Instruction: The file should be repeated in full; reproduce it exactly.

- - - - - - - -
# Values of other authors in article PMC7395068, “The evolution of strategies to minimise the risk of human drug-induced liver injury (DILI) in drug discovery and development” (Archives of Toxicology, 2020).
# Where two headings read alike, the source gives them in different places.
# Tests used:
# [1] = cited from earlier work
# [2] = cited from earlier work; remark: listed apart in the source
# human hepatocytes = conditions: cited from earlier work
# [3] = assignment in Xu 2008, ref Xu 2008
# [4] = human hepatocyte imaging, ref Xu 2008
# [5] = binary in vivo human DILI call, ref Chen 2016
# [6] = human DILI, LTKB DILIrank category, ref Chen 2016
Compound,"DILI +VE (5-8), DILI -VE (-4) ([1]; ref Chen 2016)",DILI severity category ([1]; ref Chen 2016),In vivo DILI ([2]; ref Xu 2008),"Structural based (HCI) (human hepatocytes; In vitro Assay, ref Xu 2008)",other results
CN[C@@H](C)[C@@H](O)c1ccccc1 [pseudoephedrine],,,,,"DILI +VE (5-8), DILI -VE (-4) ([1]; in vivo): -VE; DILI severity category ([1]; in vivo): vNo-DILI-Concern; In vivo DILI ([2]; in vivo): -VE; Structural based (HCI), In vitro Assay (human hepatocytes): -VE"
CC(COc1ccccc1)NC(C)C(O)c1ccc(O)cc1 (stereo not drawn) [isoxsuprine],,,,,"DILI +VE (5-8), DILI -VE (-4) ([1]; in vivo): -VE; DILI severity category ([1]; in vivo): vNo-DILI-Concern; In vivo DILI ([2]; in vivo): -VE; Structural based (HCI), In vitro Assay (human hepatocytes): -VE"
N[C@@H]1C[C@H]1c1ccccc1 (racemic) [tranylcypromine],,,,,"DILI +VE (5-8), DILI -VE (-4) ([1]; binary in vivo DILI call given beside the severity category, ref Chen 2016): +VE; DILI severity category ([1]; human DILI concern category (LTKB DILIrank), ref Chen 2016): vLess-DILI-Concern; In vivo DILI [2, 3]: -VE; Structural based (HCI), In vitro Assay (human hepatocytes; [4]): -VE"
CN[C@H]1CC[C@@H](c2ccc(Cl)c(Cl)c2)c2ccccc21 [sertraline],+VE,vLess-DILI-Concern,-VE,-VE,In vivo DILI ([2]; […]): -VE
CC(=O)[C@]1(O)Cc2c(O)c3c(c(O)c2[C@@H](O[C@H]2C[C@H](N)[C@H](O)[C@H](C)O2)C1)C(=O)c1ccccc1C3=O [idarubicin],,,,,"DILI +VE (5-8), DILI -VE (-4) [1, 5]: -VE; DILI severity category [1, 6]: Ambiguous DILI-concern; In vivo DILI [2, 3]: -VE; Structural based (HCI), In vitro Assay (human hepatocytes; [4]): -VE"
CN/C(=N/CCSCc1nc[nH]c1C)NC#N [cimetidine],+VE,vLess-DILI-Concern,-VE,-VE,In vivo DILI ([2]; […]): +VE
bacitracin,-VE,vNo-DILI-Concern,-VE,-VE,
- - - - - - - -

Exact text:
# Values of other authors in article PMC7395068, “The evolution of strategies to minimise the risk of human drug-induced liver injury (DILI) in drug discovery and development” (Archives of Toxicology, 2020).
# Where two headings read alike, the source gives them in different places.
# Tests used:
# [1] = cited from earlier work
# [2] = cited from earlier work; remark: listed apart in the source
# human hepatocytes = conditions: cited from earlier work
# [3] = assignment in Xu 2008, ref Xu 2008
# [4] = human hepatocyte imaging, ref Xu 2008
# [5] = binary in vivo human DILI call, ref Chen 2016
# [6] = human DILI, LTKB DILIrank category, ref Chen 2016
Compound,"DILI +VE (5-8), DILI -VE (-4) ([1]; ref Chen 2016)",DILI severity category ([1]; ref Chen 2016),In vivo DILI ([2]; ref Xu 2008),"Structural based (HCI) (human hepatocytes; In vitro Assay, ref Xu 2008)",other results
CN[C@@H](C)[C@@H](O)c1ccccc1 [pseudoephedrine],,,,,"DILI +VE (5-8), DILI -VE (-4) ([1]; in vivo): -VE; DILI severity category ([1]; in vivo): vNo-DILI-Concern; In vivo DILI ([2]; in vivo): -VE; Structural based (HCI), In vitro Assay (human hepatocytes): -VE"
CC(COc1ccccc1)NC(C)C(O)c1ccc(O)cc1 (stereo not drawn) [isoxsuprine],,,,,"DILI +VE (5-8), DILI -VE (-4) ([1]; in vivo): -VE; DILI severity category ([1]; in vivo): vNo-DILI-Concern; In vivo DILI ([2]; in vivo): -VE; Structural based (HCI), In vitro Assay (human hepatocytes): -VE"
N[C@@H]1C[C@H]1c1ccccc1 (racemic) [tranylcypromine],,,,,"DILI +VE (5-8), DILI -VE (-4) ([1]; binary in vivo DILI call given beside the severity category, ref Chen 2016): +VE; DILI severity category ([1]; human DILI concern category (LTKB DILIrank), ref Chen 2016): vLess-DILI-Concern; In vivo DILI [2, 3]: -VE; Structural based (HCI), In vitro Assay (human hepatocytes; [4]): -VE"
CN[C@H]1CC[C@@H](c2ccc(Cl)c(Cl)c2)c2ccccc21 [sertraline],+VE,vLess-DILI-Concern,-VE,-VE,In vivo DILI ([2]; […]): -VE
CC(=O)[C@]1(O)Cc2c(O)c3c(c(O)c2[C@@H](O[C@H]2C[C@H](N)[C@H](O)[C@H](C)O2)C1)C(=O)c1ccccc1C3=O [idarubicin],,,,,"DILI +VE (5-8), DILI -VE (-4) [1, 5]: -VE; DILI severity category [1, 6]: Ambiguous DILI-concern; In vivo DILI [2, 3]: -VE; Structural based (HCI), In vitro Assay (human hepatocytes; [4]): -VE"
CN/C(=N/CCSCc1nc[nH]c1C)NC#N [cimetidine],+VE,vLess-DILI-Concern,-VE,-VE,In vivo DILI ([2]; […]): +VE
bacitracin,-VE,vNo-DILI-Concern,-VE,-VE,